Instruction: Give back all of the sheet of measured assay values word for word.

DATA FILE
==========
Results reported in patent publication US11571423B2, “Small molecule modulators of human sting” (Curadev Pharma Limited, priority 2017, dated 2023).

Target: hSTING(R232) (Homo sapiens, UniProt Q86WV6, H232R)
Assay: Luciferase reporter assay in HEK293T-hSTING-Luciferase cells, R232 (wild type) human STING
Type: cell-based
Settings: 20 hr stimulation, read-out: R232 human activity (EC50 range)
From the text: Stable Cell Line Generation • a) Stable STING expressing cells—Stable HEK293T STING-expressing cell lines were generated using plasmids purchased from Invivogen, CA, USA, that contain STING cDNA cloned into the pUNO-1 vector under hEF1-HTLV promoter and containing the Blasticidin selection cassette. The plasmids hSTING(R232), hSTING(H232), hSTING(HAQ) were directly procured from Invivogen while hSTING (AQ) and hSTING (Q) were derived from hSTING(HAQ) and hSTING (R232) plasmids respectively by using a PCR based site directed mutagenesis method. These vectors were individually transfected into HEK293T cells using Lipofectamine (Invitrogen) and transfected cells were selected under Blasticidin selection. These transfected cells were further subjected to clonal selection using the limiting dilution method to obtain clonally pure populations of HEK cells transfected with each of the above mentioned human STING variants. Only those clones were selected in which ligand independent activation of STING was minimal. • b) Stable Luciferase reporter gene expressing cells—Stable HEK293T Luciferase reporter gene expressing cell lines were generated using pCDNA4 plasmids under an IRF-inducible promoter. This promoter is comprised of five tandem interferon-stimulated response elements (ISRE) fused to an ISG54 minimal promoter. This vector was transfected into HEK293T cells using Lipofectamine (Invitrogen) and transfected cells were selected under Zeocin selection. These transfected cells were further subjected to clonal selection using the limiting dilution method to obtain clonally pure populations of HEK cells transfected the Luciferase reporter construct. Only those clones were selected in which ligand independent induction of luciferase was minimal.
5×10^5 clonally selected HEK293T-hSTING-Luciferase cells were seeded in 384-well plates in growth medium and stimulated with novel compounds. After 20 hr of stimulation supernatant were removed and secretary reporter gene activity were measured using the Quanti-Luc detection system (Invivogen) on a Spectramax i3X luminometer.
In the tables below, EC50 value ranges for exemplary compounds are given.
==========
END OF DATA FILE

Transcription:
Results reported in patent publication US11571423B2, “Small molecule modulators of human sting” (Curadev Pharma Limited, priority 2017, dated 2023).

Target: hSTING(R232) (Homo sapiens, UniProt Q86WV6, H232R)
Assay: Luciferase reporter assay in HEK293T-hSTING-Luciferase cells, R232 (wild type) human STING
Type: cell-based
Settings: 20 hr stimulation, read-out: R232 human activity (EC50 range)
From the text: Stable Cell Line Generation • a) Stable STING expressing cells—Stable HEK293T STING-expressing cell lines were generated using plasmids purchased from Invivogen, CA, USA, that contain STING cDNA cloned into the pUNO-1 vector under hEF1-HTLV promoter and containing the Blasticidin selection cassette. The plasmids hSTING(R232), hSTING(H232), hSTING(HAQ) were directly procured from Invivogen while hSTING (AQ) and hSTING (Q) were derived from hSTING(HAQ) and hSTING (R232) plasmids respectively by using a PCR based site directed mutagenesis method. These vectors were individually transfected into HEK293T cells using Lipofectamine (Invitrogen) and transfected cells were selected under Blasticidin selection. These transfected cells were further subjected to clonal selection using the limiting dilution method to obtain clonally pure populations of HEK cells transfected with each of the above mentioned human STING variants. Only those clones were selected in which ligand independent activation of STING was minimal. • b) Stable Luciferase reporter gene expressing cells—Stable HEK293T Luciferase reporter gene expressing cell lines were generated using pCDNA4 plasmids under an IRF-inducible promoter. This promoter is comprised of five tandem interferon-stimulated response elements (ISRE) fused to an ISG54 minimal promoter. This vector was transfected into HEK293T cells using Lipofectamine (Invitrogen) and transfected cells were selected under Zeocin selection. These transfected cells were further subjected to clonal selection using the limiting dilution method to obtain clonally pure populations of HEK cells transfected the Luciferase reporter construct. Only those clones were selected in which ligand independent induction of luciferase was minimal.
5×10^5 clonally selected HEK293T-hSTING-Luciferase cells were seeded in 384-well plates in growth medium and stimulated with novel compounds. After 20 hr of stimulation supernatant were removed and secretary reporter gene activity were measured using the Quanti-Luc detection system (Invivogen) on a Spectramax i3X luminometer.
In the tables below, EC50 value ranges for exemplary compounds are given.